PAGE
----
Two weeks ago we talked about what nature meant to us individually. We were told to close our eyes and picture our greatest moment when we felt like we were one with nature. Sounds like some hippy style meditation right? Wrong, it actually was a perfect exercise to practice. As funny as it sounds to do, each and every one of us, has had a special connection with nature. It may not be the same image of nature but we each have our own experience.
My experience with nature personally would be considered the ideal thoughts of nature. I remember as a kid going to Miami Whitewater Park and then going to the Cincinnati Zoo and even having picnics up by Eden Park. Nature to me was playing outside in the sun, visiting the animals at the zoo, and taking hikes on the forest trails. Though not everyone I heard from felt the same way about nature. When I asked my friend about nature, he told me his first thoughts were cities and skyscrapers and hanging out in the city with his family. I never in my wildest dreams would have thought that was considered anybody’s nature. It all goes back to our childhood experience and how that affected us growing up. That doesn’t always mean that if we were exposed to nature a lot as a kid we were meant to love being outside and appreciating nature.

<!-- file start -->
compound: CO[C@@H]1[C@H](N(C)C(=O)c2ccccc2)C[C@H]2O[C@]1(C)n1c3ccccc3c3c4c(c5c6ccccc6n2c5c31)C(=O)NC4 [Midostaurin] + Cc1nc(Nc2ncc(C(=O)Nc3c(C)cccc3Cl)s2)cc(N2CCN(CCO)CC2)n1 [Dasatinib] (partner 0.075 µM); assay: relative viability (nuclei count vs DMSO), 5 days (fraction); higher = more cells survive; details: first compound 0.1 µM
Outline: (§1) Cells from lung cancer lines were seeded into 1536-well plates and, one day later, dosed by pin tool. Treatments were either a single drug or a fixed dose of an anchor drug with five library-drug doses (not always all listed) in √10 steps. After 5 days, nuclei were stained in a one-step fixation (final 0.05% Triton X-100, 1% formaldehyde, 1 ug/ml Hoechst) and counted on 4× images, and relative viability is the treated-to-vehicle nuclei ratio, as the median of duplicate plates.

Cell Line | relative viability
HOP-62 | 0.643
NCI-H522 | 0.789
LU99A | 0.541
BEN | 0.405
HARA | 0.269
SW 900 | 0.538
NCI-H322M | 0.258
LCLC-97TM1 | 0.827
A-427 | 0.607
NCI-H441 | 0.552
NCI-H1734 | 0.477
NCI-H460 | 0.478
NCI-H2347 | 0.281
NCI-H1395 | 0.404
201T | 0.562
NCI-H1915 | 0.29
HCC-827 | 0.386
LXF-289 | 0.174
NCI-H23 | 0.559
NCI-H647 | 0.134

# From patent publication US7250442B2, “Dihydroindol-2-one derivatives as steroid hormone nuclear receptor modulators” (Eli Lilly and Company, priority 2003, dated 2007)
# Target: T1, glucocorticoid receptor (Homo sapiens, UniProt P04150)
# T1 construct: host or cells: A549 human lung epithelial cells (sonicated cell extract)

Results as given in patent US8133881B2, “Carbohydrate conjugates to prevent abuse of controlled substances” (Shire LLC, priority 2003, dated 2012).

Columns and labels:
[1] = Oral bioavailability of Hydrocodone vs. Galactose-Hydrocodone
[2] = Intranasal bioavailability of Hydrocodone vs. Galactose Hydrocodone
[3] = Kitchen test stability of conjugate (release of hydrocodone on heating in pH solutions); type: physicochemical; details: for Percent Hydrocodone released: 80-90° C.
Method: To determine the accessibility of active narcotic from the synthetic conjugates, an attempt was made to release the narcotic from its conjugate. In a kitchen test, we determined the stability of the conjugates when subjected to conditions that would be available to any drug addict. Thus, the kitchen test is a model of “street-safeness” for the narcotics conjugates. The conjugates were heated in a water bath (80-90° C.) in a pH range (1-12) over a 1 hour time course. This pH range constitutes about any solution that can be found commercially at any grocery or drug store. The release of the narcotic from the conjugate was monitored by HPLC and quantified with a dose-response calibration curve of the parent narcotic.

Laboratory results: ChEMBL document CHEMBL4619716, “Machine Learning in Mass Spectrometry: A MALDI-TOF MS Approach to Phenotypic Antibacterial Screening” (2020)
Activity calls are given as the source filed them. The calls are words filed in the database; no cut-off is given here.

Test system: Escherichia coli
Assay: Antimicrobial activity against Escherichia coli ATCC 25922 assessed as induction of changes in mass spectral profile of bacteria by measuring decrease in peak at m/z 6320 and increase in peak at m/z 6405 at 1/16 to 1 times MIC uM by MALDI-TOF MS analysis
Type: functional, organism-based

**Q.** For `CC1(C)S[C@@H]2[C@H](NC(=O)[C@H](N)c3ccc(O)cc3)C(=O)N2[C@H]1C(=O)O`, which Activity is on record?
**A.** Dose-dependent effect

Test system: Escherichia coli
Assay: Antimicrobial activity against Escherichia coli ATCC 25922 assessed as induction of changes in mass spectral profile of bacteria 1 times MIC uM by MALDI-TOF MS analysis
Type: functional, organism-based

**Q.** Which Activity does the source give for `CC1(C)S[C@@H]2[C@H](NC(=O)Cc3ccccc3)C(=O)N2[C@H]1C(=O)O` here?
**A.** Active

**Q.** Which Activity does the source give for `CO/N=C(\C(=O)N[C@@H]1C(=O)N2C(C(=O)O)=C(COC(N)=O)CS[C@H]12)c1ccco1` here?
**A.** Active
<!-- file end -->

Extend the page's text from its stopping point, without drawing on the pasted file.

My friend told me that being from New York City, they didn’t have much of the typical nature that I had explained to him. As he put it, he lived in a concrete jungle and wouldn’t have change it growing up. From the sounds of cars honking and cab drivers yelling, to the smells of pizzerias on every corner, those to him were aspects of his personal nature. He said it’s made him appreciate all types and views of nature moving to Ohio.
It doesn’t matter where you are from, or what your nature is considered to be. Every one of us has a personal connection with it. Even if you only had a small garden terrace in a giant bustling city compared to access of a local park in a small town, they all have special connections. This is why communication is important because learning about everyone’s aspect of a similar topic can be so enlightening.
By: Matthew Wurzelbacher